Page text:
Islamophobia is the main reason behind such actions by these so-called modern societies. I wonder how these nations which are believed to have respect for values such as liberty, equality, fraternity and justice, can throw aside all their values and brush aside the individual’s freedom of choice. Inside the covering of so-called modern values, lies the intention of suppressing the freedom of the women of a community.

A lot of women face the compulsion to do away with their headscarves but there are also women who willingly do it.

Humera Akbar, who used to wear Hijab since the time, she was in eighth standard, does not wear a headscarf now. The reason she gives for this is that she wore it because of the common culture in her society.

I asked her if she knows what Qur’an has to say on Hijab and why are women required to do purdah according to Islam. On this question, her answer was a clear no.

Sabiha has three kids and is a single parent to her children does not have any reason behind holding on to hijab or getting away with it. She told me, she started wearing “just like that,” when asked about her reason of choosing to cover her head.

Maryam, who has just started wearing a hijab, says that she loves the fact that Allah has ordered men first to lower their gazes and then women to cover their bodies. She truly believes that it is the perfect ruling for both sexes.

She quotes the verses of chapter no. 24 of Qur’an, Surah al Noor which says, “(O Prophet), enjoin believing men to cast down their looks and guard their private parts. That is purer for them. Surely Allah is well aware of all what they do. And enjoin believing women to cast down their looks and guard their private parts and not reveal their adornment.”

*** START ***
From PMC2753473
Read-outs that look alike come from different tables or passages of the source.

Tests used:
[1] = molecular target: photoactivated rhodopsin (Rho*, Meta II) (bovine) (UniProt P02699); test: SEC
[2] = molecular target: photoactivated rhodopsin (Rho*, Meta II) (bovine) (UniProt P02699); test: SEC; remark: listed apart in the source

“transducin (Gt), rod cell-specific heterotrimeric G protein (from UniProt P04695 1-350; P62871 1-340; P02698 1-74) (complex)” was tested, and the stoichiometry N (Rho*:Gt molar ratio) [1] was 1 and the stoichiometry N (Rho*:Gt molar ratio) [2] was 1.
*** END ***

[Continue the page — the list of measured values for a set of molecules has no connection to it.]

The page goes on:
Abida Khatoon, who carried her scarf for more than a decade and loves to be a Hijabi Muslimah, shares her experience of how some Muslim women created problems for her and forced her to remove her scarf, several times while she kept on insisting to continue it. She participated in sports, National Cadet Corps and never felt that her hijab is a hurdle to her empowerment.

Responding to a question as to what is the reason behind some women taking off their hijab after carrying it for a long time, she says, “They have low self-esteem. They are not confident that they can succeed without always bothering about the confirmation of the society.”

Atiya Erum says that she feels empowered wearing a hijab and is absolutely satisfied knowing the fact that she is not subjected to any societal or cultural pressure to look in a way that is “acceptable” in a society or culture. She says, “I have turned down many job proposals due to their demand of removing my hijab and I am not at all apologetic about this.”

“It’s the greatest strength of us Muslimah, when we wear it, we slap the oppressors of Islam… It’s our identity and we must try our best to preserve it at any cost”, she adds.

After hearing such cases, it is not proved from anywhere that these women felt suppressed or were denied any rights and therefore they took it off. In fact, their decision to carry or take off a Hijab was personal and there was no religious reason behind this. Those who are happy with Hijab know the reasoning behind it. These cases also show that if anything without a will is imposed on someone without being clear on what are the implications and benefits of it, then women are likely to cross over it.

(Note: Some names are changed as per the demand of respondents. All are from Delhi.)